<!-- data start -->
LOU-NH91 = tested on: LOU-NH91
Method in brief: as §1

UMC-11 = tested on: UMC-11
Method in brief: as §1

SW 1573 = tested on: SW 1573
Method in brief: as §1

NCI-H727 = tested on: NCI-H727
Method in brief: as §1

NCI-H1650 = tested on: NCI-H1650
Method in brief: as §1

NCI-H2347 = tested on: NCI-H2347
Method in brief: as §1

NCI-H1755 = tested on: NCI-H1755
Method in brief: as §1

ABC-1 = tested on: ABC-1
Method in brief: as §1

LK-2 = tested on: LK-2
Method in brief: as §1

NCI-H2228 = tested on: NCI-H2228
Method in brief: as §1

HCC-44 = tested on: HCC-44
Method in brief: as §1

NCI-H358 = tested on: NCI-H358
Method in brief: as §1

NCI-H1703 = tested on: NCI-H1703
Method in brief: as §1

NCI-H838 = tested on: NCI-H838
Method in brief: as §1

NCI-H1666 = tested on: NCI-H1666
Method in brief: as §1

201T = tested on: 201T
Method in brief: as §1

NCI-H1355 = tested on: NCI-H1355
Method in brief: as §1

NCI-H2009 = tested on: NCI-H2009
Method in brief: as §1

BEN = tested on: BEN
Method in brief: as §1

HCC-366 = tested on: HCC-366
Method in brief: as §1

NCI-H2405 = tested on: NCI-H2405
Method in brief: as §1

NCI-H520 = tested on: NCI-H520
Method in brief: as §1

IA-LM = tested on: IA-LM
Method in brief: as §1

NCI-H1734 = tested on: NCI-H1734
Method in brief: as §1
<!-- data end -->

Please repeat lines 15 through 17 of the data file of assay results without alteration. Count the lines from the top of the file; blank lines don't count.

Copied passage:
ABC-1 = tested on: ABC-1
Method in brief: as §1

LK-2 = tested on: LK-2